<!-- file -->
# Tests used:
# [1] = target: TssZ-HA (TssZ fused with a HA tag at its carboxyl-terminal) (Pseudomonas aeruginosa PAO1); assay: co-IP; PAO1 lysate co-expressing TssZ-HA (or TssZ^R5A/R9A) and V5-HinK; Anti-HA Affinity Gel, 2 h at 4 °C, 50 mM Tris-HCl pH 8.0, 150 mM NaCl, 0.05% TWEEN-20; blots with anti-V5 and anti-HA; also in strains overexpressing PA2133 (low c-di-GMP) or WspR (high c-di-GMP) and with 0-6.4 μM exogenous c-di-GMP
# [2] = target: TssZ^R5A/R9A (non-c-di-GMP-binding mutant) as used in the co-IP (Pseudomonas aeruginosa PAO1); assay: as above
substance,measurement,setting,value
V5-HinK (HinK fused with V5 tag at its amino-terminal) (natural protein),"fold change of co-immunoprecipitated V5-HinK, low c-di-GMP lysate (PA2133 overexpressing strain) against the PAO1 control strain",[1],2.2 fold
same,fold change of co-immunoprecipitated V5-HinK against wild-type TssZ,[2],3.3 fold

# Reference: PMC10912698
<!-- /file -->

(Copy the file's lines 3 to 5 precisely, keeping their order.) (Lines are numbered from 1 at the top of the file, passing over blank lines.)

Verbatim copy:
# [2] = target: TssZ^R5A/R9A (non-c-di-GMP-binding mutant) as used in the co-IP (Pseudomonas aeruginosa PAO1); assay: as above
substance,measurement,setting,value
V5-HinK (HinK fused with V5 tag at its amino-terminal) (natural protein),"fold change of co-immunoprecipitated V5-HinK, low c-di-GMP lysate (PA2133 overexpressing strain) against the PAO1 control strain",[1],2.2 fold